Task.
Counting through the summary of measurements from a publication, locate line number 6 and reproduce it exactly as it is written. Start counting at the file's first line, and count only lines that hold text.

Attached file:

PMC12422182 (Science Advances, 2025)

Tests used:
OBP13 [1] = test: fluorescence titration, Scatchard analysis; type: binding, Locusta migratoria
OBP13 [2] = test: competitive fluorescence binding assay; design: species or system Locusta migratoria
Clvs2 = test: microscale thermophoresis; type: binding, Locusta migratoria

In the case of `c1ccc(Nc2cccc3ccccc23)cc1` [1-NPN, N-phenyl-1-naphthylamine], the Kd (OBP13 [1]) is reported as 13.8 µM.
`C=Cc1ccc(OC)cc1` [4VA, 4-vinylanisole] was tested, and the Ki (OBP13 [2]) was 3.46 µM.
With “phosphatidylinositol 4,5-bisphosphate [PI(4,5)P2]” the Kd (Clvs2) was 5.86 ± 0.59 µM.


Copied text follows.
In the case of `c1ccc(Nc2cccc3ccccc23)cc1` [1-NPN, N-phenyl-1-naphthylamine], the Kd (OBP13 [1]) is reported as 13.8 µM.